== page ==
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I have a weird bug with the length of my strings. I'm fairly new at this so it's probably something basic I am missing out.

I'm trying to write a program that gets a pointer to an array of characters (IE first character of the string) and it returns a pointer to a string of the same size as the first one, but the letters are reversed. For example Computer will become retupmoC. tacocat will stay tacocat :)

here's the code:

char* return_flipped_string(char* stringptr)
{
    int i=0,size_of_string=length_of_string(stringptr);
    char *flipped;
    flipped=(char *)malloc(size_of_string*sizeof(char));
    while(i<size_of_string)
    {
        *(flipped+i)=*(stringptr+size_of_string-1-i);
        i++;
    }
    return flipped;
}

stringptr is a pointer to the original string, flipped is the one i am returning. when I print the flipped string, it shows the original one flipped, followed by indistinguishable gibberish. They are not the same size for some reason.

here's the code I wrote for finding the length of a string (working properly)

int length_of_string(char* stringptr)
{
    int length=0,i=0;
    while(*(stringptr+i)!='\0')
    {
        length++;
        i++;
    }
    return length;
}
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tip: i and length in your length function are going to be identical, so might as well just use i only. –  Marc B Apr 23 '13 at 21:48
1  
Any particular reason you've written length_of_string rather than just using the standard strlen() function? –  Nigel Harper Apr 23 '13 at 21:51
    
@MarcB: correct, I haven't noticed that. Thanks for the contribution. –  Oria Gruber Apr 23 '13 at 21:53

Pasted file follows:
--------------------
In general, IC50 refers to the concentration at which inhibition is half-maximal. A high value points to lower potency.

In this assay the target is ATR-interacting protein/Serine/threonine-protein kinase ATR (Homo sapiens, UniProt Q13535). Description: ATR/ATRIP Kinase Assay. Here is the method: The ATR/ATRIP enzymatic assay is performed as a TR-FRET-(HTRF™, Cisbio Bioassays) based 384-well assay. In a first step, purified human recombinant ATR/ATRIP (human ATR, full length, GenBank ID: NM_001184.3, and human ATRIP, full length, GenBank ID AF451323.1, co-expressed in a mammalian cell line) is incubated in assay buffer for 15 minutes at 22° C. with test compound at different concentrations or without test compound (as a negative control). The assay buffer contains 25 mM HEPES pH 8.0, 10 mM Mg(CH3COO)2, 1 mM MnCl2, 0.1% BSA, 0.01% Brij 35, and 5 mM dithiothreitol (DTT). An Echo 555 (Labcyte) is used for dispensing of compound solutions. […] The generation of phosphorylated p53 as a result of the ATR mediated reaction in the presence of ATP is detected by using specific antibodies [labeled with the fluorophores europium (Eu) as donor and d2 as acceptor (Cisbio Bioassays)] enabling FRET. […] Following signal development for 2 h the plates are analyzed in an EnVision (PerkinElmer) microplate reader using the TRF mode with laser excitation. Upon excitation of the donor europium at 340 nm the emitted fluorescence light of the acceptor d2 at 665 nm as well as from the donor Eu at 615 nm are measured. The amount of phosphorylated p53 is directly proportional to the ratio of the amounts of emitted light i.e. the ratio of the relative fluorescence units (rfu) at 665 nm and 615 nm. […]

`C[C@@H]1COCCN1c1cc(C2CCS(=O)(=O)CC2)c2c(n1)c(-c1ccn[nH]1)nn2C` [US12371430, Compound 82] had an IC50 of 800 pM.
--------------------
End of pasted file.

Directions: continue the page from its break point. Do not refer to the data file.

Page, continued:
@NigelHarper: As I said in the comment below, strlen gets a const char array, and I want to work with pointers only. –  Oria Gruber Apr 23 '13 at 21:57
    
@OriaGruber: the prototype for strlen is size_t strlen(const char*) so it most certainly takes a pointer. –  D.Shawley Apr 23 '13 at 22:03

4 Answers 4

up vote 1 down vote accepted

You are missing a NUL terminating character. You need to allocate one additional character for flipped and add a '\0' at the end explicitly.

char* return_flipped_string(char* stringptr)
{
    int i=0,size_of_string=length_of_string(stringptr);
    char *flipped;
    flipped=(char *)malloc((size_of_string + 1)*sizeof(char));
    while(i<size_of_string)
    {
        *(flipped+i)=*(stringptr+size_of_string-1-i);
        i++;
    }
    *(flipped+1) = '\0';
    return flipped;
}

BTW - you are aware of the strlen function in the Standard Library right? Your length_of_string function duplicates it. I can't remember if strrev is in the ANSI/ISO Standard or not.

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I tried using strlen but it recieves as an argument a const char. And I want to work with pointers only. So either I used strlen incorrectly, or it just doesn't fit here. I would love a clarification. –  Oria Gruber Apr 23 '13 at 21:54
    
The parameter to strlen is a "pointer to a const char" so strlen("12345678") == 8. You can replace length_of_string with strlen as long as you include <string.h>. –  D.Shawley Apr 23 '13 at 21:59

You need to append a null byte ('\0') to the end of the flipped string. The length of the flipped string data buffer is the length of the input string plus one for the null string terminator byte. It's that null byte that tells where the string ends.

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you need to NULL terminate the string.... like so..

  while(i<size_of_string)
    {
        *(flipped+i)=*(stringptr+size_of_string-1-i);
        i++;
    }
    flipped[size_of_string]=0;
    return flipped;
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There is no such thing as a string in C. C has character (char) arrays, which are interpretted (by convention) as strings when they contain a NUL character ('\0'). The first NUL found terminates the string. If your array does not include a NUL, then any of the standard string functions will keep on reading the buffer beginning at the address that you provided until they encounter a null byte.

Hence the gibberish.

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